Milligan takes certain liberties with the League in this story. The characterisations may not ring true for some since Milligan amplifies certain aspects of each character. We're meant to see them as... not 'types' or 'icons,' but as something different than what they normally are. They represent broad groups, while also coming across as more human and petty. In many ways, a more realistic representation of a group like this and the personality conflicts that come out of it.
The main conflict is that there is no leader of the Justice League here. There are people who think they lead the League, like Superman or Batman, who feel that their opinions and decisions should inform the actions of the other members, but that's not the case. What penalty is there for acting autonomously? The League splits on how to handle Frank's emerging powers with the Flash and Green Lantern quick to argue that they should "destroy" him, even when his human side is raised ("HUMAN LIFE? IT'S A CYBORG.") Wonder Woman and Batman want to observe him, wait and see what he chooses, the Martian Manhunter wants to reprogram him, but Superman decides that they should wait. Except, that's not what happens exactly. Wonder Woman informs Frank's girlfriend of his true identity/history, causing their break-up; and the Martian Manhunter invades Frank's mind to get a read on where he's at. In each of these instances, another member of the League raises the point that they acted outside of the League, but, as J'onn says, "I WASN'T AWARE I NEEDED AUTHORIZATION TO USE MY INITIATIVE. [... WE'RE A TEAM] COMPOSED OF INDIVIDUAL, AUTONOMOUS UNITS." In short, the League is a democracy, which means that every individual has the right to choose their own course. The line that sums it up best is said by the Flash after it's revealed that Wonder Woman talked to Sara: "FUNNY... I DON'T REMEMBER US HAVING A VOTE ON THAT ONE."
The interactions between members of the League here are filled with sarcasm and bickering, which comes to a head when they fight Frank at the end of the story. Frank, as I said before, has the additional power of replicating the League's various personalities, and uses that to take down each member one at a time. He attacks them psychologically as well as physically, first destroying their will to fight and then beating them. That is, until Batman uses those various personalities against him by pitting them against one another inside Frank's head just as we've seen them arguing throughout the story. The League begins to argue with one another, revealing inner tensions and problems, spurring Frank on until he blows up, unable to deal with his own schizophrenia, basically. Before he dies he lets spew a confluence of statements:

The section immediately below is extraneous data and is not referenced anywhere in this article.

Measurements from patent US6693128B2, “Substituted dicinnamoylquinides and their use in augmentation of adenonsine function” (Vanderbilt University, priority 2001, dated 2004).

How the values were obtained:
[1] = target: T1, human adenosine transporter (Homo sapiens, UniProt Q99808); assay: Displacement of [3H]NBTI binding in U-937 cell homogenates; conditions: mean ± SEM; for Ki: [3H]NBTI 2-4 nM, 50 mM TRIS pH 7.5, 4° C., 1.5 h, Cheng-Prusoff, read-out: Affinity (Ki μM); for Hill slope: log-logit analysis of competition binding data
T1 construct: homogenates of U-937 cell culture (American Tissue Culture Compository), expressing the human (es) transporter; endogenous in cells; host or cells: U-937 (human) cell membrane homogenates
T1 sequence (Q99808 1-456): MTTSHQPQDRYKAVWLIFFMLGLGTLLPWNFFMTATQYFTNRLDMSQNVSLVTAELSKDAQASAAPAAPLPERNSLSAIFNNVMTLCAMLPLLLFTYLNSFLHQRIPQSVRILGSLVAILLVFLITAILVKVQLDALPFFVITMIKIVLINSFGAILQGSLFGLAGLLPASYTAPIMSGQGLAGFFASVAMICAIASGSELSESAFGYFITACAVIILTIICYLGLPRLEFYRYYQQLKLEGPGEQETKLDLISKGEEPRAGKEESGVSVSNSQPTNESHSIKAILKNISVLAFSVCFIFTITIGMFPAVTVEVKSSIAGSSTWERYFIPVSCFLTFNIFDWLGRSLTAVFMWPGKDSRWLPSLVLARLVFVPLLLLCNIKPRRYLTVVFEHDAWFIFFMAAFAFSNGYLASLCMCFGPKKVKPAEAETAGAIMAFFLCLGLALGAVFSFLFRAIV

BECAUSE YOU HAD IT EASY, SUPERMAN.
TRY BEING HUMAN FOR A DAY. NOT INVULNERABLE. A LOT SLOWER THAN A SPEEDING...
WE SHOULDA TAKEN HIM OUT RIGHT AWAY!
YOU CAN RUN, BUT YOU CAN'T THINK.
IF YOU WERE MARTIAN WE COULD TELEPATHICALLY BOND.
IF YOU WERE HUMAN YOU WOULDN'T BE SO CREEPY.
AND THAT NAME. SUPERMAN? TALK ABOUT EGOMANIAC! WHO ARE YOU KIDDING?
Frank reveals some inner thoughts of the League regarding its members, ones that barely go unsaid by the characters themselves up to this point.
After Frank's death, the Flash declares triumphantly that they've won, but Batman isn't so sure. That the Flash addresses Batman then as Socrates (Frank's nickname for him), immediately points to where Batman is thinking: they defeated Frank by demonstrating the disharmony of the League, all of the petty little bullshit that really exists. All the League did that day was defeat a schizophrenic man and bicker like children.
Is this the Justice League that fans are used to? No, but it really does ring true, working off Grant Morrison's conception of the League, which did have some of these issues, but never laid so bare. The League is not a team in the true sense: there is no leader, no real need to work together, no dependency, no trust... it's a collection of superheroes that pretend that they're all equal and working toward the same goals. But, democracy doesn't work for superheroes. I'm left wondering if the Justice League is really the United Nations of superheroes... a body that does good, but is actually ineffective in policing its own, in creating a unified agenda? Milligan raises some interesting questions in Kid Amazo... ones not easily answered.